Lonely Planet dedicates a guide to travellers with disabilitiesby Beatrice Credi - 2016.01.22
Hard of hearing or vision-impaired? A wheelchair user or slow walker? Fibromyalgia, MS or spinal-cord injury? None of these should stop you from experiencing the joy and benefits of travel. These are the words used by Lonely Planet to present a new guide dedicated to Accessible Travel Online Resources. Updated biannually, it represents the world’s largest list of online resources for accessible travel. In fact, it contains country-by-country resources from national and local government and tourism bodies, as well as disabled people’s organisations, dozens of specialised accessible travel agents and tour operators from 40 countries around the world, advice from experienced travellers with a disability, wealth of experience of travelling with a disability from almost 50 personal travel blogs and much more. The interest of the most famous publishing house for travelers for people with disabilities starts some years ago and and it took the form in this unique guide.
Romania is betting on tourism for disabled
The Romanian city of Constanza will become the first in Europe to have a beach dedicated exclusively to disabled individuals. The therapeutic will be developed on a plot of land that is 22,000 square meters and will have an access ramp, special areas for sun-bathing, a special sensorial zone that Read More.
How many blind people are there in the world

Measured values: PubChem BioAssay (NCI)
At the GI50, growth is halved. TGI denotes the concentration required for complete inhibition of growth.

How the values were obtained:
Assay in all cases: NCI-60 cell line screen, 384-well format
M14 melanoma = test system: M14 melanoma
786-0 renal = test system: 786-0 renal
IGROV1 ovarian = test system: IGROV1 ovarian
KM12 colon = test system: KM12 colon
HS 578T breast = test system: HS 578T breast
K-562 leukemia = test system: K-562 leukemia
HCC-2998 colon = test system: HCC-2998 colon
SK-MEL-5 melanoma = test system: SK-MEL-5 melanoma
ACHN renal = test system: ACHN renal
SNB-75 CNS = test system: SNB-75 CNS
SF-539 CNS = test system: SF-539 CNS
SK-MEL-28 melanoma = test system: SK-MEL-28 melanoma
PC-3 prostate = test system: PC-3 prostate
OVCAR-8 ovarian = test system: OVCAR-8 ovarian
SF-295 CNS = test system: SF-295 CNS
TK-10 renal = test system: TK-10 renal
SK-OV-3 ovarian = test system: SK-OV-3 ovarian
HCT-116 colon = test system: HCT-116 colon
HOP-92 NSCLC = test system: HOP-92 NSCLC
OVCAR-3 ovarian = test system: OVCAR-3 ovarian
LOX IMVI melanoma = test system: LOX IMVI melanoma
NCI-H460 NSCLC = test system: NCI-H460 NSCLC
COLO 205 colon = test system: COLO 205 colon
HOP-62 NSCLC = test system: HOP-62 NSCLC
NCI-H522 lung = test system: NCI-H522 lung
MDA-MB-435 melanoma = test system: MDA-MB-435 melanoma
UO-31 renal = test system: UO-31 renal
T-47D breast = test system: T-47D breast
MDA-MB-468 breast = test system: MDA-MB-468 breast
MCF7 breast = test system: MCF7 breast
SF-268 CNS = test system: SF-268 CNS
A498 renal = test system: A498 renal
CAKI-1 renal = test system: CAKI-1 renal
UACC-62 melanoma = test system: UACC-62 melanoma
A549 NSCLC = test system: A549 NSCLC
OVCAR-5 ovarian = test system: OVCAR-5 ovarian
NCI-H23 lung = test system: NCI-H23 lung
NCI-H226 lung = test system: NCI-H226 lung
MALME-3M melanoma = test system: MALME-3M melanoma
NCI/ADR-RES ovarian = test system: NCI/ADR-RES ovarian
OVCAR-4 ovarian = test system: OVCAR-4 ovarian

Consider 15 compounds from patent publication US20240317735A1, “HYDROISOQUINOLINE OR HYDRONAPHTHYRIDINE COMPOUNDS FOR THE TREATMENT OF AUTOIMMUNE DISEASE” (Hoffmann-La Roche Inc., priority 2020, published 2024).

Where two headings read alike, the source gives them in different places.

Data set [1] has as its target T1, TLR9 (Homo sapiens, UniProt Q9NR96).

36 million people in the world have some kind of visual impairment, according to a study recently published in The Lancet showing results up to 2015. Worldwide, moderate and severe visual defect rates have been significantly reduced by the improvement in living conditions, public health programs, developing treatments such as Read More.
The global tactile printing market is constantly expanding
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New USA program of bike-sharing for disabled citizens
Portland is the first American city to adopt a bike-sharing city for disabled citizens. “Adaptive Biketown” is the program sponsored by Nike and it allows individuals to rent a special bicycle for less than $5 an hour. Each bike is adapted to the special needs of this unique population: for Read More.
Resistance training slows the progression of multiple sclerosis
Resistance training slows the progression of multiple sclerosis and even reverses brain shrinkage. A study published on the Multiple Sclerosis Journal shows, for the first time, that exercise can actually halt the progression of the neurological disease. Multiple sclerosis (MS) patients are told that is helpful to stay as healthy Read More.
Book series dedicated entirely to young readers with dyslexia
Dyscool is a book series entirely dedicated to young people with dyslexia. This initiative was born of a partnership between two publishing houses: the first, an innovative start-up, Mobydys, specialized in creating digital materials for cognitively diverse readers and inventor of digital books for dyslexic children; and the second, Nathan, Read More.